I spoke with the co-owner (pictured), and she said she and her husband are doing great business and intend to expand their distribution to other establishments.  So if you are in Florence, stop and check them out.  And keep an eye out for Mostodolce beers in other establishments too.

Südtirol or Alto Adige?

After leaving Tuscany and short visits in Cinque Terre (a must see) and Venice, we headed further north toward the Austrian border.  The number of breweries in Italy is rapidly expanding, and if you look at a map, you'll notice a disproportionate number are located in the north.  This is not a coincidence.  The terrain of the Alps and cooler temperatures lend themselves to beer.  History in the region also plays a significant role.

My wife and I spent a couple of nights in Kastelruth (Castelrotto) outside of Bozen (Bolzano) soaking in the awe-inspiring scenery of the Dolomites.  This semi-autonomous region, Südtirol, known as Alto Adige in Italian, is predominantly German speaking.  Südtirol was part of the Austrian Hungarian Empire until the end of the First World War when it was annexed by Italy.  The Third Reich left this province alone due to Mussolini's cooperation during World War II.  So there you have it... to this day Austro-Bavarian people living in Italy.  Today, this region is seeking total independence.  The feeling appears to be somewhat mutual since most Italians I spoke with did not recognize this province as part of "real" Italy.  Nevertheless, Alto Adige is part of Italy.

Culturally this region has much more in common with the German-speaking north than the rest of Italy to the south.  Not surprisingly, the beer scene here bears a similarity to that of Austria and Bavaria.  Many towns have their own breweries, and the beers tend to fall into more standard styles that would be expected north of the Alps.  Styles such as Pils, Helles, Dunkles, Bockbeir and Weizen.

The Forst brewery is quite popular in the region.  In their hometown of Meran (Merano) they have a large Biergarten.  Their beer can be found allover, including Restaurant Forstbräu in Bozen.  This gastropub is across the street from Hopfen & Co. - the home of Bozner Bräu.  Around the corner from these two beer havens is the Paulaner Stuben restaurant.  As you can see there is heavy concentration of good beer in central Bozen.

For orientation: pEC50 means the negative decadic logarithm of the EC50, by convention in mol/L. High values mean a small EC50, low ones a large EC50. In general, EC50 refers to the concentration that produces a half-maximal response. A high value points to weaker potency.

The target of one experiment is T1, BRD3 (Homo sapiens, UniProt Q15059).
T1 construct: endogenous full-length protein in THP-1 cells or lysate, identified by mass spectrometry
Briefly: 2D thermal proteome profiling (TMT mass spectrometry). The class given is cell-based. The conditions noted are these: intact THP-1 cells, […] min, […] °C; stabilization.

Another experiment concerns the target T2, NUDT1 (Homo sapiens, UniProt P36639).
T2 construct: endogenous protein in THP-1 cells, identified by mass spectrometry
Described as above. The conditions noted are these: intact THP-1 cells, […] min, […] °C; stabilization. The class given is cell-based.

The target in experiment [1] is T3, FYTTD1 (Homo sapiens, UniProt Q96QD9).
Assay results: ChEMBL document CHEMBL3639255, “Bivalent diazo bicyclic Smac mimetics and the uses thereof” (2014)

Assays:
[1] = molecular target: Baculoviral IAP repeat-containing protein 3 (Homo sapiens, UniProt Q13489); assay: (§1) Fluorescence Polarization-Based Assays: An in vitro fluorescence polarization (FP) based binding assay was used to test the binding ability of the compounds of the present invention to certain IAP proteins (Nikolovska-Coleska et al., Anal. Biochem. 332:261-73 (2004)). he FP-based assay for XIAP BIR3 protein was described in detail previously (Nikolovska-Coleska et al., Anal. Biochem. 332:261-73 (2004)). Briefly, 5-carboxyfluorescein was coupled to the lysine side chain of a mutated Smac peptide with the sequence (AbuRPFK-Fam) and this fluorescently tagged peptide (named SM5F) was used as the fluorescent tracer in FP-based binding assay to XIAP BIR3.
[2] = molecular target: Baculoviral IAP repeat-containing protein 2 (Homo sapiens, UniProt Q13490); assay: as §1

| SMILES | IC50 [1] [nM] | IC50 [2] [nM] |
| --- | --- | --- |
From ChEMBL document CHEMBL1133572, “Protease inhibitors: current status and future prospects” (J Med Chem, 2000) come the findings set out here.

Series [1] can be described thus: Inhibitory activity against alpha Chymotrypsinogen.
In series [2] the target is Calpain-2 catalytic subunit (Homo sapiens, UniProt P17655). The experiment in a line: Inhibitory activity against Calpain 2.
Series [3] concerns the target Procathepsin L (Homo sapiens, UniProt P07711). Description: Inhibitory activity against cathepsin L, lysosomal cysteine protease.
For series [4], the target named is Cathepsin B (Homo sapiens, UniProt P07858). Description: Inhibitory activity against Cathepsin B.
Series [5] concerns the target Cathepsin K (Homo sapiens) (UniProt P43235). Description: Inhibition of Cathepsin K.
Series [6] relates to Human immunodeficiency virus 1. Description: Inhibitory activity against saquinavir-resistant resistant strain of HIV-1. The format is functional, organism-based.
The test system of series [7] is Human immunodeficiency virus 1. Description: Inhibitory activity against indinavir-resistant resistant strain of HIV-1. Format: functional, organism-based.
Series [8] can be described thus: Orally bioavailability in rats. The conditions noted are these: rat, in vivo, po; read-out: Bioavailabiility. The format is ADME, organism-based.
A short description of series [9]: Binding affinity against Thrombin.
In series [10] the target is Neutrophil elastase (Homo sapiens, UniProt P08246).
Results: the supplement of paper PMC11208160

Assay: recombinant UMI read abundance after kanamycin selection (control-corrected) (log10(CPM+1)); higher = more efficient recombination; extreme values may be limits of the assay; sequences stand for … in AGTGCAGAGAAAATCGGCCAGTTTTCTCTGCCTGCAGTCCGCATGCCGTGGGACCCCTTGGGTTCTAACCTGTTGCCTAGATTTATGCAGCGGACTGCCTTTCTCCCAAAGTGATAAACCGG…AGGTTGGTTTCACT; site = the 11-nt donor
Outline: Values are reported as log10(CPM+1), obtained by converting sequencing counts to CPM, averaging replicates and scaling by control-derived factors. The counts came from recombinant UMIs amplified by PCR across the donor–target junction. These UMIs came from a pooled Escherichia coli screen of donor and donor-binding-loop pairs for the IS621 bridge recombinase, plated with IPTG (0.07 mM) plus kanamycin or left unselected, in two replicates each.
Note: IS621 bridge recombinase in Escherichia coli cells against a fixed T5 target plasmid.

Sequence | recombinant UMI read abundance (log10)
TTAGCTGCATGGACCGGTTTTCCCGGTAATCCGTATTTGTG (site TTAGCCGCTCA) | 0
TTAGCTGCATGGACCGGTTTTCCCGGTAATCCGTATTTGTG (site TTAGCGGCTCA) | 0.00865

My wife and I pulled up a table out front at Hopfen & Co.  Our seats offered great people watching.  There was a bakery stand on the street directly in front of us selling all sorts of fresh goods including large pretzels.  A perfect accompaniment to the great beer we were drinking.

My first round was a Bozner Bier Helles.  A Helles it was, though more specifically I would put it in the Kellerbier category.  It was a hazy light-gold color (unfiltered) with a beautiful fresh decoction mash aroma.  It had a slightly fruity character from the malt and a light, sweetish finish.  Very enjoyable.  My second round was their Dunkles, which was equally enjoyable, though I failed to take any tasting notes.  Before moving on I had to try their Weizen, served in the traditional Weißbier glass, and also tasting very traditional - true to style.
Brewhouse at Hopfen & Co (Bozner Bier)

You can find great beers in Italy

This concludes my not-so-scientific observations of the Italian beer scene.  No, Italy is not Colorado or Franconia, but few places are.  Whether it was a mass-produced light lager on a hot day, or a Hefeweizen up north, I really enjoyed my beer drinking experiences on the boot.  If you get a chance to visit Italy, make sure and indulge in fine cuisine and excellent wines.  And don't forget that good beer can also found... even in this country squarely in the wine belt.  Enjoy.